Devotees of yoga know that the practice is a beautiful melding of body, mind, and spirit.
As a yoga instructor and owner of a studio, I have worked with enough students to discover that though most students do experience shifts in body, mind, and spirit, they each tend to embody one category more than the other two.
1. The Body Yogi
The yogis that embrace the body aspect are the students with the strong physical practices. They are the Handstand and Side Crow superstars. They can hold Plank Pose for sixty seconds without breaking a drop of sweat. Between classes, they YouTube poses and work on them at home.
The Body students often gather in little groups after classes to figure out mysterious and seemingly gravity-defying moves.
2. The Mind Yogi
The thinkers in every studio, the Mind yogis love to ask questions before, after, and sometimes during (which I love!) class. "Does the front foot go here or here in Warrior I?" "Do you inhale or exhale when you fold forward?" "What's the Sanskrit word for triangle?"
The students with a mind emphasis are learners, first and foremost. They've got stacks of yoga books at home that they plow through, soaking knowledge up like squishy sponges.
3. The Spirit Yogi
Ah, the Spirit yogis. Emotions rule their practice. They're as likely to be laughing in Frog Pose as they are to be sniffling and teary in Savasana. They come to class when their day has been wonderful and they come to class on the worst day of their life.
They love to make yoga friends at their studio, and they bring and share homemade treats. They aren't concerned with their aesthetics in each pose—they just move the way they need to move to feel good.
Exploring Another Yoga Student Personality
Do you recognize yourself a bit more in one category than the other two? And have you been thinking lately that your personal practice has hit a rut or a plateau? We all hit those times when our practice has become a bit stale and unadventurous. Let's shake up your yoga a bit with this experiment.
Before your next practice, as you rest on your mat, take a moment to close your eyes and connect with the usual yoga you. Whether you are a Body, Mind, or Spirit yogi, acknowledge it and say hello. Next, choose one of the other two yogi types and consider stepping into that attitude...and how it might feel.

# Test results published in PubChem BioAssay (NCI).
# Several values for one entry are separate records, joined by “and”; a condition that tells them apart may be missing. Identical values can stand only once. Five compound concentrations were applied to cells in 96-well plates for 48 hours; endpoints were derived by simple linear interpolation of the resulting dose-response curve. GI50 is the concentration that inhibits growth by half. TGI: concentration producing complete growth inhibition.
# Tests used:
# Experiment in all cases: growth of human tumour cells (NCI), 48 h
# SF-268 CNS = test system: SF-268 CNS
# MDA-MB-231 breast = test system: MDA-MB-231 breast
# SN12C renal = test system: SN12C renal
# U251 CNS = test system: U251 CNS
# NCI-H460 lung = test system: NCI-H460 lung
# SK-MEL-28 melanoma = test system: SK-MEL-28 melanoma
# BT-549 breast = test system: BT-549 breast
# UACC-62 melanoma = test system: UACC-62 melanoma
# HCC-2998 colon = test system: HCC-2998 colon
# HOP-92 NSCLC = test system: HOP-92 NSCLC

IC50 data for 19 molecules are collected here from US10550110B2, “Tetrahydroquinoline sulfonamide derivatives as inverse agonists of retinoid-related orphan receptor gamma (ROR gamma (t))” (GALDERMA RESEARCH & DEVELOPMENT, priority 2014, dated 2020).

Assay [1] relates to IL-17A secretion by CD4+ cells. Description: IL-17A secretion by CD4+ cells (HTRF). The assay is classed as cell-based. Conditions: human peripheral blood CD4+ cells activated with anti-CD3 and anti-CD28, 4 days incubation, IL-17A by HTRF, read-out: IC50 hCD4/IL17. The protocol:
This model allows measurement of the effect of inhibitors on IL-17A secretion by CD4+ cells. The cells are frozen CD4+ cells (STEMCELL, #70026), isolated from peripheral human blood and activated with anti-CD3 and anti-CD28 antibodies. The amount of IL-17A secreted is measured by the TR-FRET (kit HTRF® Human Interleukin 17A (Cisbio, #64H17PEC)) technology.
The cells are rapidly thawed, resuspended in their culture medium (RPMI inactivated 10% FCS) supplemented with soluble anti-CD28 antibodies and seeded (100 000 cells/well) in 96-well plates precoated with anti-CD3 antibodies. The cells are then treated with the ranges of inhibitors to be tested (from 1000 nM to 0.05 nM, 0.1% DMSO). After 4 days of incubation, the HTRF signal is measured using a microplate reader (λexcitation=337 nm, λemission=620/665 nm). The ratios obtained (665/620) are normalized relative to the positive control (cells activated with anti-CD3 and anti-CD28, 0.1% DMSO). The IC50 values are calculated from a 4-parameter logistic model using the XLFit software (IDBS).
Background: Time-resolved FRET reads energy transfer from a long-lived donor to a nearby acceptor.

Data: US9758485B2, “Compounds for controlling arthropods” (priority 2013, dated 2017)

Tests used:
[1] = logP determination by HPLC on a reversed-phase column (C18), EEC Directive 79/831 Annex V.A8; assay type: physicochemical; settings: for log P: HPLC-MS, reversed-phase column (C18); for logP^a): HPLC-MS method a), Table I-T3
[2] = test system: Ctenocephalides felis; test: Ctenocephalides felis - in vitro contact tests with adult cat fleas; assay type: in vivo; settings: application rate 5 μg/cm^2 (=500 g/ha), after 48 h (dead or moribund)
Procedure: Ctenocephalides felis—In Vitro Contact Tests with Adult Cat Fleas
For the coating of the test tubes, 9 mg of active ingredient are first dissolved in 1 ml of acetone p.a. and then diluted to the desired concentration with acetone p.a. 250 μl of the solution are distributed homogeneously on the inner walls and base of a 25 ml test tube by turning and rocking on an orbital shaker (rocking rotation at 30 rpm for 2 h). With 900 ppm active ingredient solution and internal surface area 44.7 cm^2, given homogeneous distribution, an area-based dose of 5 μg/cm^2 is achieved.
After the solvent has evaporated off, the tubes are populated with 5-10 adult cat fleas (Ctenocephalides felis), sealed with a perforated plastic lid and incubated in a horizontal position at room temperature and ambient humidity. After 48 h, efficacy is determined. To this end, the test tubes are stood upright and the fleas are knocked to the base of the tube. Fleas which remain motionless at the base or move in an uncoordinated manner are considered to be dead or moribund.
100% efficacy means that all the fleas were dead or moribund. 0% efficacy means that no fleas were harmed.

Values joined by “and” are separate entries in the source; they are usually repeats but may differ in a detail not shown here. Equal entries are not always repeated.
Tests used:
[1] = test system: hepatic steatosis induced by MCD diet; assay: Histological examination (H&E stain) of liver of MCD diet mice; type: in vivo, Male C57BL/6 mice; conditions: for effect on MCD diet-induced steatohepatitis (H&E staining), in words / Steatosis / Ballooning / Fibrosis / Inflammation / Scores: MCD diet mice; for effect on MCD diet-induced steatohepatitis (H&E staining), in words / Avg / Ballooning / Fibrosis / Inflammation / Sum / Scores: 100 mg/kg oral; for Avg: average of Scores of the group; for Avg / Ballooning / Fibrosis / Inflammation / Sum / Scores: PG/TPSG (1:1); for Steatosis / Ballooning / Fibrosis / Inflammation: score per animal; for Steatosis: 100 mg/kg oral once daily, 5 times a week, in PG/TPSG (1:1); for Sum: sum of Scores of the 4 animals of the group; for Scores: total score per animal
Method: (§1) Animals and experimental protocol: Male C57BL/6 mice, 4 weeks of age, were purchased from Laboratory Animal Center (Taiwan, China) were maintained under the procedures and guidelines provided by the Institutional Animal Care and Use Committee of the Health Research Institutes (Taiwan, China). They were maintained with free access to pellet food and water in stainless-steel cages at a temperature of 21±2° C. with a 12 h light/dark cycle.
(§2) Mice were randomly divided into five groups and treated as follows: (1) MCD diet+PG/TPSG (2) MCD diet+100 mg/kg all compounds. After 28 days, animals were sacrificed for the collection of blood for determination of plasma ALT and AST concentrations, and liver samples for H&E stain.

Yoga as a Body Yogi
If you're not typically a Body yogi, what might it be like to get into your physical form a bit more? Would you challenge yourself with a pose you've struggled with or haven't ever attempted?
When it is time to hold a pose for a while, could you calm your mind and feelings and let your body feel powerful enough to hold you steady?
Yoga as a Mind Yogi
If you're not typically a Mind yogi, what might it be like to notice your thoughts during practice? Is there a question you would ask in class? Could you study your alignment a bit in each pose and mindfully tweak it? Would you try to pick up a little piece of knowledge that might help you going forward?
Yoga as a Spirit Yogi
If you're not typically a Spirit yogi, what would it be like to surrender your deep sense of self to the practice? Would you dedicate your practice to something or someone you love? Would you smile encouragement or joy at a stranger in class if you catch her eye?
Could you allow yourself to not do things perfectly and instead let yourself move the way you want to?
Setting Your Yoga Practice Intention
When you're done, open your eyes and set the intention to, just for today's practice, step into the unfamiliar style you just imagined—and pretend it is normal for you. Because it is normal for you, it is just a side of your practice you don't typically allow to come out and play.
Then, play! Experience this new perspective on your mat. See what shift, what magic happens.